Distance runners will benefit from working on big lifts in the gym like squats, cleans, deadlifts, leg press and lunges. This will help the runner with force production while running and prevent injury. Doing the strength program in a circuit provides a side benefit for the runner because it elevates the heartrate where standard weight training will not as much. When doing a strength program for distance running it’s important to focus on lower body workouts, core and a tiny bit of upper body. Putting on mass is something you don’t want as a distance runner. The runners goal is to get more muscles firing and to prevent injury when training in the weight room.
Boxing or MMA
When training for boxing and MMA the athlete wants to focus on building endurance and power. This is done by doing a running program and lots of training on the heavy bag or in the gym with a sparring partner.
Weight training is a great idea for the lower body and doing core training is a must. Doing a high amount of shoulder exercises will cause the muscle to become bigger slowing it down when trying to throw a punch.
MMA fighters want to build a lot of power in the hips because they have a goal of tossing their opponent to the ground. Building a program around squats, deadlifts and power cleans is a good idea during the offseason. Keep in mind focusing on these big lifts during fight training may make cutting weight harder and being sore from lifting might get in the way for skill training. Building muscle in the off season will pay off in the ring because just like with runners the fighter will have higher force production without all the extra muscle.
Off season programs for boxing is all about endurance. Running, heavy bag training and speed bag work is a must. Building up a strong core is important to keep the boxer upright at the end of the fight when they’re tired. Building programs around bodyweight with equipment like TRX is great for boxers. This will allow the boxer to get extra core strength, lower and upper body strength without putting on extra size. Having big muscles will slow the boxer down while throwing punches so building muscle should be avoided. Many pro boxers will run up to 9 miles per day to build the endurance for a fight but it’s a good idea to focus on aerobic training with a little bit of high intensity training to get the most out of the workout.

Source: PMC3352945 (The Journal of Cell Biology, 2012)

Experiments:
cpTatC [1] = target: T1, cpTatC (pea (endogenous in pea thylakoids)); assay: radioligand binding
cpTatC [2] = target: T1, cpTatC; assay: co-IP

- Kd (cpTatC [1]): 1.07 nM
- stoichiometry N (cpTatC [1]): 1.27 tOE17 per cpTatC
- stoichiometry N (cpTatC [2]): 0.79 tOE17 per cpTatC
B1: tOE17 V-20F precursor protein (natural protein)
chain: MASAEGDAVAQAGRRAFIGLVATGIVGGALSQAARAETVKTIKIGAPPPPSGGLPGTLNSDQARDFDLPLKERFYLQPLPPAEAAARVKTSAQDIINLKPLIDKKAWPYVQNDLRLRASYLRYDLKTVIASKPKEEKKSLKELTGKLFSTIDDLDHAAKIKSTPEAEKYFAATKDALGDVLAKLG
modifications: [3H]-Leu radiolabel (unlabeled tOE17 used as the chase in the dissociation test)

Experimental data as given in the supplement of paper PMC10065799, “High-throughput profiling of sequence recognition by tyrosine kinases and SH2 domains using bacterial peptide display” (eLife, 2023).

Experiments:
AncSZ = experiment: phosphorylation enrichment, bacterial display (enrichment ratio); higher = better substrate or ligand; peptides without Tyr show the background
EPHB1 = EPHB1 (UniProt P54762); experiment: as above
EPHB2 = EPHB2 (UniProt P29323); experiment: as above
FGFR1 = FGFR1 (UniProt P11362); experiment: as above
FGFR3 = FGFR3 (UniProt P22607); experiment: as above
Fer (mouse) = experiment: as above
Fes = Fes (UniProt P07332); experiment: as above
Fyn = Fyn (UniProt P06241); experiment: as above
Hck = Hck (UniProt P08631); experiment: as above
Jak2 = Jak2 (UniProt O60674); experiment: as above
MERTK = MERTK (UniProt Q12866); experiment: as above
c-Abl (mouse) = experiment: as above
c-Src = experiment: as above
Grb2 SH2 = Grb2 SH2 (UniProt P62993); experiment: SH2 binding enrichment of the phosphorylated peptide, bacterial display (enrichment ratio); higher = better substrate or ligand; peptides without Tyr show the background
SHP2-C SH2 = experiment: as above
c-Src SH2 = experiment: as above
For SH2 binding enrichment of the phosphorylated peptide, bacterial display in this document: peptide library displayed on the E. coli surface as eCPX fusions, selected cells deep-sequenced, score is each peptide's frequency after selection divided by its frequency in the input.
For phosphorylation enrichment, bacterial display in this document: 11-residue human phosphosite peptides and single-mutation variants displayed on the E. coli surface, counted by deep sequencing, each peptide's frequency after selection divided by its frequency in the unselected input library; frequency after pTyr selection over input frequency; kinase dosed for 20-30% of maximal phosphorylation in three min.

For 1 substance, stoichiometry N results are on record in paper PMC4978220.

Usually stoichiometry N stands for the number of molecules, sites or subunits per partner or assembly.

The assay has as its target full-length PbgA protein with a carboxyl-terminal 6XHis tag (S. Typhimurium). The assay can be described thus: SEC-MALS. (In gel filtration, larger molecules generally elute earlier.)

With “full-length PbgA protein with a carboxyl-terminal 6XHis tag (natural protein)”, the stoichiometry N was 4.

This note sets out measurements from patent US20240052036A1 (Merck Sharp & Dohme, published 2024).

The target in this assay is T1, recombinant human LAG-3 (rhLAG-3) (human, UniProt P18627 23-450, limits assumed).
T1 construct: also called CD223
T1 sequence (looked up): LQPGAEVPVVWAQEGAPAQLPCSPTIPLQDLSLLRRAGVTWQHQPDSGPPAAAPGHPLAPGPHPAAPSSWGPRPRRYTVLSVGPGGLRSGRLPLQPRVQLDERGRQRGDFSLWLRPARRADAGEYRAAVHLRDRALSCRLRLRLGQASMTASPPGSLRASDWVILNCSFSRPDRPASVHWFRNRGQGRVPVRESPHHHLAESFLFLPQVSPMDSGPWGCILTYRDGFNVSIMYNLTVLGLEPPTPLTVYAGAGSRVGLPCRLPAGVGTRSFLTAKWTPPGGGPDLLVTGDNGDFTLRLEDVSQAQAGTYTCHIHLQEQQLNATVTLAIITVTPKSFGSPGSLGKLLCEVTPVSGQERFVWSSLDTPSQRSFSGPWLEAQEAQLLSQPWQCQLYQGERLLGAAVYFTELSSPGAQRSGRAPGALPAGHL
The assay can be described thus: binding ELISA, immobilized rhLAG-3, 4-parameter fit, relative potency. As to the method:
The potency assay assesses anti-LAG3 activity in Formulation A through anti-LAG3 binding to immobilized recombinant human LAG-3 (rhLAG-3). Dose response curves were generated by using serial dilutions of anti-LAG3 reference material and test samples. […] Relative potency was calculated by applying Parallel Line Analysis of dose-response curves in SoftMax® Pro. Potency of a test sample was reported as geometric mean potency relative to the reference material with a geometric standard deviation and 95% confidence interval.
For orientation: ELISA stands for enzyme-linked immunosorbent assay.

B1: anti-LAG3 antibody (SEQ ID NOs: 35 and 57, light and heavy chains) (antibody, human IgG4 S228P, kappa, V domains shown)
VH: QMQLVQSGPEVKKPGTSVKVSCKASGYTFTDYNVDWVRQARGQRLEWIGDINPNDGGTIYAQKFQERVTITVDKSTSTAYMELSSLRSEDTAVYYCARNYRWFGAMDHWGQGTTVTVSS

When building a Sports conditioning program, it’s important that the athlete will have proper periodization. Periodization: “is the systematic planning of athletic or physical training. The aim is to reach the best possible performance in the most important competition of the year. It involves progressive cycling of various aspects of a training program during a specific period.”
When building a program, the athlete will want to have proper progression built into the program. Every program should have planned macro, meso and mirco cycles.
When planning each cycle, you will want to make sure that the balance of volume and intensity is in check. If the intensity is high than the volume should be low and vise-versa. Training cycles will very from sport to sport but most meso cycles will last from 3-4 weeks with a deload week planned for the athlete.
A deload week is a planned week of rest to allow the body to rest and come back stronger. This will maximize the results you’ll get from the program and will prevent injury. Here is a great read on how to set up your deload week.
What is Sports Conditioning? Sports conditioning is training the body to get ready for the training season for athletes. Training programs will vary from sport to sport. Doing a Sports conditioning program will help the athlete out preform other athletes that are at a similar skill level. When building, a sports conditioning it’s important to use periodization to make sure that the athlete does not over train and is in top shape for the skill training coming up for their sport.